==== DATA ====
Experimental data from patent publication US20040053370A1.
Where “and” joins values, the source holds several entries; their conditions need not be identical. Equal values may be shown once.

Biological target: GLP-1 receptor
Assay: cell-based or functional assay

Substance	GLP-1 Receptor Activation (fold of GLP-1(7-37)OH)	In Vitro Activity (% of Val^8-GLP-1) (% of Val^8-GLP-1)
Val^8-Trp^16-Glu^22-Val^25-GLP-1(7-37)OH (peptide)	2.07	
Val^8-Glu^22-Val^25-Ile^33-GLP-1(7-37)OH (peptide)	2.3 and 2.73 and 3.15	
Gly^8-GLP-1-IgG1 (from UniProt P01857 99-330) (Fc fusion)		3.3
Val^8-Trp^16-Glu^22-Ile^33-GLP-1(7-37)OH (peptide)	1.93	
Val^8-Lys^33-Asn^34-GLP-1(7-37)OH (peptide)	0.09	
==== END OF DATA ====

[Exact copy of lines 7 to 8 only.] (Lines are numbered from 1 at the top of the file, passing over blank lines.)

Val^8-Glu^22-Val^25-Ile^33-GLP-1(7-37)OH (peptide)	2.3 and 2.73 and 3.15	
Gly^8-GLP-1-IgG1 (from UniProt P01857 99-330) (Fc fusion)		3.3